A bit off topic... I just replaced V12-V15 (phase inverters and preamp tubes) with used Telefunken smooth plates and wow - more volume, more full sound and whereas I had slightly imbalanced volume in L and R, now the volume is balanced. Before I had new Sovtek 12AX7LPS and new Gold Lions. Go figure. I guess it is also true that old receivers were built with old tubes in mind? Haha. Thorne

    Larry - GREAT picture ! The tubes look like they are sitting on modified toilet bowls !!

    PS - It turned out that the old Telefunkens brought mA down to 31. I re-biased them to 34mA.
     
    Last edited: Dec 24, 2018
  13. sgmlaw

    sgmlaw Well-Known Member

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    They are called indirectly heated cathodes, and all have glowing heaters, for a reason. They are not supposed to run cool.

    As long as you observe the passive ventilation guidelines of the manufacturer, tube life will not be adversely impacted.

    On a 500C, the only time you really need active ventilation is when you mount one vertically in a console cabinet, or perhaps for some in-wall installs.

    Some cooling fans put a lot of noise on the mains, the same mains your nearby audio power supplies then have to drink from.

    If you really want to keep them cool, keep a reasonable bias. The design bias is a little hot on them.

    I finally retired the outputs in my wife's 800B 'music box' this past year. They were the 56 year old originals.
     
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  14. Dave451

    Dave451 AK Subscriber Subscriber

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    Interesting about the old stock tubes vs. new production. Not to add another wrinkle to your 500C activities, but Dave G held forth very convincingly about how the 'noose' resistor and configuration of the driver/phase inverter in the 400 made life difficult for otherwise good new production Russian tubes, while the older types weren't troubled by the circuit. As I recall, this may apply to the 500C as well and I know you've been doing some of the mods. Always another thing to think about! Merry Christmas, Thorne!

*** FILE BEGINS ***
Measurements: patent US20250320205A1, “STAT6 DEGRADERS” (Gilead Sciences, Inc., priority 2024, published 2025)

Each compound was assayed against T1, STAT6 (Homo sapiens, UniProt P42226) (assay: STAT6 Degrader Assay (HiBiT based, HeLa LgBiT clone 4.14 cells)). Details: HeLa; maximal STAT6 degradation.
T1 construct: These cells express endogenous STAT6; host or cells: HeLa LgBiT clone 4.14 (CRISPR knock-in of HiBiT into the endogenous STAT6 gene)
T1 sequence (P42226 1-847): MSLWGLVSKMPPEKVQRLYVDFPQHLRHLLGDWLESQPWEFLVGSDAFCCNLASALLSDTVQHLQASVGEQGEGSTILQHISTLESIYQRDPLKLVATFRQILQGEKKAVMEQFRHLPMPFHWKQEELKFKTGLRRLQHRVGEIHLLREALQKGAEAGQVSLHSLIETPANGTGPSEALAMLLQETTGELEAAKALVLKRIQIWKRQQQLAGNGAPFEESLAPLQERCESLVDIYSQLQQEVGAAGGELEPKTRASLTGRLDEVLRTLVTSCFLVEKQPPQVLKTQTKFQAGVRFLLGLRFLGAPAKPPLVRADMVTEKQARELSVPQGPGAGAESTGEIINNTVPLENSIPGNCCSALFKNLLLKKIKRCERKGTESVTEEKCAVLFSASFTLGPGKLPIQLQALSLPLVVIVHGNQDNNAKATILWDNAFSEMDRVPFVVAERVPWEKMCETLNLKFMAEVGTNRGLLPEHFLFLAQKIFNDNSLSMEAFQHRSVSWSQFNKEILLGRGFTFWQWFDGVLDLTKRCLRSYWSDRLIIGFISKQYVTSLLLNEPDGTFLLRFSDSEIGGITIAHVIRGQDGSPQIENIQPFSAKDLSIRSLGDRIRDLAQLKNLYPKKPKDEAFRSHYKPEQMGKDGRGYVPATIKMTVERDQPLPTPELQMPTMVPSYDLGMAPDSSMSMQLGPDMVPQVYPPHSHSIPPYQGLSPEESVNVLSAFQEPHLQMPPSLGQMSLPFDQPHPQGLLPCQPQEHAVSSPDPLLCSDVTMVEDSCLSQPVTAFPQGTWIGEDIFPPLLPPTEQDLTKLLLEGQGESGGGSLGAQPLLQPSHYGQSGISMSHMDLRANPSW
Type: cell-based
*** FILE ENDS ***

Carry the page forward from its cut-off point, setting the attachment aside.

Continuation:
15. thornev

    thornev Well-Known Member

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    Thanks Dave451... And a Happy Holidays to you... and everyone else on the Fisher forum ! It's been a wonderful place to hang. Thorne

    It seems there is enough convincing evidence that I don't need any fans on the power tubes. They did work just fine for months without them.

    I did remove the noose resistor months ago.
     
  16. fred soop

    fred soop Super Member

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    Years ago, when I did not or could not spend much for heat sinks, I noted that a 2N3055 (and many other) transistors would be ok with 100˚ C case temperature. So, I dropped it into a glass of water figuring that as long as the water was still liquid, it would be ok.
     

     

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  17. N8Nagel

    N8Nagel AK Subscriber Subscriber

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    Well... For the most part yes. For really high power stuff pushing the envelope, I suspect that sometimes thermal management is on the edge.
     
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  18. Pio1980

    Pio1980 AK Member Subscriber

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    Output tubes "like" open free air convection cooling. Anything that restricts that, including crowded layout, tube cages and dusty dirty tube glass does them no good and should be avoided if possible.
     
  19. thornev

    thornev Well-Known Member

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    Computers require cooling in certain conditions. If one equates them with receivers - they're both comprised of electrical components - it stands to reason that receivers might too. Hey, I just woke up so my logic circuits might not be functioning at normal yet ! Merry Xmas to those who celebrate. Thorne
     
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  20. 604man

    604man Well-Known Member

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    Electrolytic capacitors don't like heat and those above chassis capacitors
    are close to the tubes, a good reason for fan cooling.